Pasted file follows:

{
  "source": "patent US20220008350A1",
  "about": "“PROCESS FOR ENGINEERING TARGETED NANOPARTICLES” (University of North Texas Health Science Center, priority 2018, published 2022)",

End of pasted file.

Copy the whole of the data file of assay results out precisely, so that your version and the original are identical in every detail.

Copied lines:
{
  "source": "patent US20220008350A1",
  "about": "“PROCESS FOR ENGINEERING TARGETED NANOPARTICLES” (University of North Texas Health Science Center, priority 2018, published 2022)",